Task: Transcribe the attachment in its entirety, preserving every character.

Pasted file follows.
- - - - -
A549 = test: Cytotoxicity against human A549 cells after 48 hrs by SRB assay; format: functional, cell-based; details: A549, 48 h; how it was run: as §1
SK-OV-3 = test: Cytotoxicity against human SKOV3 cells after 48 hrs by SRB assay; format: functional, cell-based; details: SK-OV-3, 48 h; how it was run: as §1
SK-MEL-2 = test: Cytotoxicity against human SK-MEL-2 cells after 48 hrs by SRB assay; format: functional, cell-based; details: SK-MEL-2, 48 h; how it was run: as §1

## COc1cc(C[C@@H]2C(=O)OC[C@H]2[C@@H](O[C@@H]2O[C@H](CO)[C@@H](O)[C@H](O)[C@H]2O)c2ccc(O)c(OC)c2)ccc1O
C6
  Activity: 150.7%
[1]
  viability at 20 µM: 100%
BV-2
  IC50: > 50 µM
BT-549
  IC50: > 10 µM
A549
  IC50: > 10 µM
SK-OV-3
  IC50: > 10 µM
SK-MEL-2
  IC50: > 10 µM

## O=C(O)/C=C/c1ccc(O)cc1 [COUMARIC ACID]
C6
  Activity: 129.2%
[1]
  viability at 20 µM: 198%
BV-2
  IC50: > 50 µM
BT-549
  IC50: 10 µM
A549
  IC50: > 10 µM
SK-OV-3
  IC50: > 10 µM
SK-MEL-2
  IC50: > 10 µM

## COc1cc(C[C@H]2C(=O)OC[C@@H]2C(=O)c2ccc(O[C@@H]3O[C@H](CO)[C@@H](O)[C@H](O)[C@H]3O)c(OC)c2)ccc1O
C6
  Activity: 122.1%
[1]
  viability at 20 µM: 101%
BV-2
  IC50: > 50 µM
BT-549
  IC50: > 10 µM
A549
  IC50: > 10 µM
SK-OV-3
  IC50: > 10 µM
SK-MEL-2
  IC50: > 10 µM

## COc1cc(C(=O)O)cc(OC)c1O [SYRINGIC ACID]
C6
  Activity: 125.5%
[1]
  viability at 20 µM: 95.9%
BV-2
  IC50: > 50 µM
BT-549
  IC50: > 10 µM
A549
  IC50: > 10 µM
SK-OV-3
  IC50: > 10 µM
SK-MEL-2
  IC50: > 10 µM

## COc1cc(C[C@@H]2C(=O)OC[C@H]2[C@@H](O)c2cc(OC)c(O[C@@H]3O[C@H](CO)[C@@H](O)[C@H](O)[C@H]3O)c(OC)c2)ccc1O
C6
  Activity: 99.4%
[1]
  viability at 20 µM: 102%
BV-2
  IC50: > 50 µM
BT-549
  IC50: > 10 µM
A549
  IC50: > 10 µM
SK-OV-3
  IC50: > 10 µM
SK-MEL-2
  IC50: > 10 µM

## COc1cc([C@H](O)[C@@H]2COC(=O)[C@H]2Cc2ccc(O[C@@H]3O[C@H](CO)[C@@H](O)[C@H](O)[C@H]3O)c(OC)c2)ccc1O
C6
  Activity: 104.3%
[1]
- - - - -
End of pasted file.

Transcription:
A549 = test: Cytotoxicity against human A549 cells after 48 hrs by SRB assay; format: functional, cell-based; details: A549, 48 h; how it was run: as §1
SK-OV-3 = test: Cytotoxicity against human SKOV3 cells after 48 hrs by SRB assay; format: functional, cell-based; details: SK-OV-3, 48 h; how it was run: as §1
SK-MEL-2 = test: Cytotoxicity against human SK-MEL-2 cells after 48 hrs by SRB assay; format: functional, cell-based; details: SK-MEL-2, 48 h; how it was run: as §1

## COc1cc(C[C@@H]2C(=O)OC[C@H]2[C@@H](O[C@@H]2O[C@H](CO)[C@@H](O)[C@H](O)[C@H]2O)c2ccc(O)c(OC)c2)ccc1O
C6
  Activity: 150.7%
[1]
  viability at 20 µM: 100%
BV-2
  IC50: > 50 µM
BT-549
  IC50: > 10 µM
A549
  IC50: > 10 µM
SK-OV-3
  IC50: > 10 µM
SK-MEL-2
  IC50: > 10 µM

## O=C(O)/C=C/c1ccc(O)cc1 [COUMARIC ACID]
C6
  Activity: 129.2%
[1]
  viability at 20 µM: 198%
BV-2
  IC50: > 50 µM
BT-549
  IC50: 10 µM
A549
  IC50: > 10 µM
SK-OV-3
  IC50: > 10 µM
SK-MEL-2
  IC50: > 10 µM

## COc1cc(C[C@H]2C(=O)OC[C@@H]2C(=O)c2ccc(O[C@@H]3O[C@H](CO)[C@@H](O)[C@H](O)[C@H]3O)c(OC)c2)ccc1O
C6
  Activity: 122.1%
[1]
  viability at 20 µM: 101%
BV-2
  IC50: > 50 µM
BT-549
  IC50: > 10 µM
A549
  IC50: > 10 µM
SK-OV-3
  IC50: > 10 µM
SK-MEL-2
  IC50: > 10 µM

## COc1cc(C(=O)O)cc(OC)c1O [SYRINGIC ACID]
C6
  Activity: 125.5%
[1]
  viability at 20 µM: 95.9%
BV-2
  IC50: > 50 µM
BT-549
  IC50: > 10 µM
A549
  IC50: > 10 µM
SK-OV-3
  IC50: > 10 µM
SK-MEL-2
  IC50: > 10 µM

## COc1cc(C[C@@H]2C(=O)OC[C@H]2[C@@H](O)c2cc(OC)c(O[C@@H]3O[C@H](CO)[C@@H](O)[C@H](O)[C@H]3O)c(OC)c2)ccc1O
C6
  Activity: 99.4%
[1]
  viability at 20 µM: 102%
BV-2
  IC50: > 50 µM
BT-549
  IC50: > 10 µM
A549
  IC50: > 10 µM
SK-OV-3
  IC50: > 10 µM
SK-MEL-2
  IC50: > 10 µM

## COc1cc([C@H](O)[C@@H]2COC(=O)[C@H]2Cc2ccc(O[C@@H]3O[C@H](CO)[C@@H](O)[C@H](O)[C@H]3O)c(OC)c2)ccc1O
C6
  Activity: 104.3%
[1]